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NHS needs culture shift regarding sleeping at work

BMJ 2016; 354 doi: https://doi.org/10.1136/bmj.i3982 (Published 18 July 2016) Cite this as: BMJ 2016;354:i3982
  1. Abi Rimmer
  1. BMJ Careers

The NHS needs a sizeable culture shift in its attitude to doctors sleeping during night shifts, Michael Farquhar, a paediatric consultant sleep specialist, has told BMJ Careers.

Farquhar said, “There is still this idea that if you are being paid you must not sleep, and that is fundamentally wrong. Your brain is not meant to be awake at night.”

He continued, “Planning sleep and using sleep in a careful and controlled way to improve the level of care that you are delivering is really important. But there is this blanket cultural idea that we don’t pay people to sleep and it’s wrong. It needs a huge cultural shift.”

Farquhar has held a short session on sleep physiology for trainee paediatricians, which has been included in the London School of Paediatrics’ annual induction for new paediatricians. One of his recommendations has been that during statutory breaks night shift workers should be encouraged to have short naps of less than 30 minutes.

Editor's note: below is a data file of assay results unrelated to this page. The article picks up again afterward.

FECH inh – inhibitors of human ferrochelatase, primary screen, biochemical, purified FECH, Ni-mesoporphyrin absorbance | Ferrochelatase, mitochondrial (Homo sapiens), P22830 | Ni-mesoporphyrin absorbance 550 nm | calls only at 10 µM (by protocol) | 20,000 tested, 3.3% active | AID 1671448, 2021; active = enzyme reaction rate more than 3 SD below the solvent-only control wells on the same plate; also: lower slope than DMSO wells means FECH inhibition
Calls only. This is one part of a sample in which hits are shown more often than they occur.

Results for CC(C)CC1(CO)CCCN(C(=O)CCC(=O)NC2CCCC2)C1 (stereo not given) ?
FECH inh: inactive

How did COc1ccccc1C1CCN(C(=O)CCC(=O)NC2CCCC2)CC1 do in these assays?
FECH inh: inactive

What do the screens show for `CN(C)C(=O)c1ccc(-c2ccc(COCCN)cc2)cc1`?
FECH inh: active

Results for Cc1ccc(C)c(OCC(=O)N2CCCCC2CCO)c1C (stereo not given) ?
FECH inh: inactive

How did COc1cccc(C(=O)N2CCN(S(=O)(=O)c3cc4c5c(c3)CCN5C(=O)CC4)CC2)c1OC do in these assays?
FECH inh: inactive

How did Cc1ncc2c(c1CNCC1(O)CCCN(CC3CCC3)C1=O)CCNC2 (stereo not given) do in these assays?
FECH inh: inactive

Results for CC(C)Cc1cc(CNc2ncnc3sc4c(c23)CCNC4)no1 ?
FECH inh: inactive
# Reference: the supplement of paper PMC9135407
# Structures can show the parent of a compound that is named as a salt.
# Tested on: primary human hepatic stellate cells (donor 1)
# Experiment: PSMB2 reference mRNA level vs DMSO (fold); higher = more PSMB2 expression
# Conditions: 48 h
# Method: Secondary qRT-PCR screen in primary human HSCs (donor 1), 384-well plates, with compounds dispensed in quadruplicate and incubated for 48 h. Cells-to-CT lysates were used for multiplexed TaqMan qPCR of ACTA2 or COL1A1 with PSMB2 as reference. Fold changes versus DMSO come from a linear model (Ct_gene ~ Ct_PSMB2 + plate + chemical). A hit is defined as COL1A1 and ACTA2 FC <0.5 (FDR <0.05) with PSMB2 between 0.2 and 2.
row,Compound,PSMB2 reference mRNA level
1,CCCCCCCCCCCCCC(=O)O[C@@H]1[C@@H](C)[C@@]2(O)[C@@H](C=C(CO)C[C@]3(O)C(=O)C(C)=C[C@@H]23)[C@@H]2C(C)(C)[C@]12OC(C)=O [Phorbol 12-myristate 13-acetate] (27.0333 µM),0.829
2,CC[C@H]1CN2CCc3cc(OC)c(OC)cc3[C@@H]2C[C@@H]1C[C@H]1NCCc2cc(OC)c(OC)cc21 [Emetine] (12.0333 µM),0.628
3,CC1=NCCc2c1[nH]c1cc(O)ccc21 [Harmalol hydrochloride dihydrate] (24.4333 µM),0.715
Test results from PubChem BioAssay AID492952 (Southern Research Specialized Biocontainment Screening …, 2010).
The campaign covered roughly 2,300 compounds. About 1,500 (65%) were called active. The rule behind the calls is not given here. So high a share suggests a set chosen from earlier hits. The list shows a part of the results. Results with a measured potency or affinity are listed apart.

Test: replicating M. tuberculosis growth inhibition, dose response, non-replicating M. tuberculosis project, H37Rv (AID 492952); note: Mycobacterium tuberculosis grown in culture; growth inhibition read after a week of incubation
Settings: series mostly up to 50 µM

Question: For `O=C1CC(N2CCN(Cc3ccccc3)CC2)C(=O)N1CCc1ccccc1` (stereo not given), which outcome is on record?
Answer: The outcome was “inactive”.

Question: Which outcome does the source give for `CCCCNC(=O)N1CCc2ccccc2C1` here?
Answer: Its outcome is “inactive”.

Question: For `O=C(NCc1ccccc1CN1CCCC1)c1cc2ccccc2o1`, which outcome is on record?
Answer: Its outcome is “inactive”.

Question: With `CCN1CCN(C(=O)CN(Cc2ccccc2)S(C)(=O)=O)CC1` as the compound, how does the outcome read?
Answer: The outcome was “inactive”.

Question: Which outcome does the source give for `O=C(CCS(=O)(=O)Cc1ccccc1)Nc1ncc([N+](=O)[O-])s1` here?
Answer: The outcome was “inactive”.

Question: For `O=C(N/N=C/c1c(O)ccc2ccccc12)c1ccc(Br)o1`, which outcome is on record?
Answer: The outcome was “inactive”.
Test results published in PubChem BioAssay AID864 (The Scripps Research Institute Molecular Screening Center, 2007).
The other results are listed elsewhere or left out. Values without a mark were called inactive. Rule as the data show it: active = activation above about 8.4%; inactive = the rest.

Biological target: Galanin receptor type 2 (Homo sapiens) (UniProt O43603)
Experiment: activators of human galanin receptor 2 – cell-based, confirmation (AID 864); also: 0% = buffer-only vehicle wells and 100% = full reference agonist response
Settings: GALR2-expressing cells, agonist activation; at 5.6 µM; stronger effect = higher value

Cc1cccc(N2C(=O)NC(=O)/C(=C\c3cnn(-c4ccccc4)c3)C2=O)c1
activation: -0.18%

However, after carrying out an online survey of trainee paediatricians in London, Farquhar found that not all junior doctors were able to achieve such naps. He received 104 replies to the survey from trainees of all grades from every major London hospital. Only 16% of respondents said that naps during night shift breaks were supported, and 31% said that they were actively discouraged.

Farquhar said that only 10% of respondents were aware of a formal local policy relating to naps on night shift and none were aware of a formal policy on the issue at their hospital. Almost 80% of respondents said that they had received no teaching regarding sleep during night shift working.

Farquhar said that all trainees should be taught about the importance of taking a break during night shifts because it would improve patient safety. “We can’t stop people working night shifts,” he said. “We clearly need to work night shifts to be able to deliver care. But there are lots of simple things that we can do to try to lessen the impact [on trainees]. Some of that relates to what people do before they come on to night shift. It also relates to what they do during the night shift and what they do after the night shift to recover.”

He said that there was evidence, supported by the Royal College of Physicians and Royal College of Nursing, about the importance of resting during night shifts.1 2 “We have to be able to take in that information, assimilate it, understand it and react very quickly,” he said. “If you’re doing that with a brain that fundamentally should be asleep, you’re not going to do it as well as you should do, and that has an impact.”

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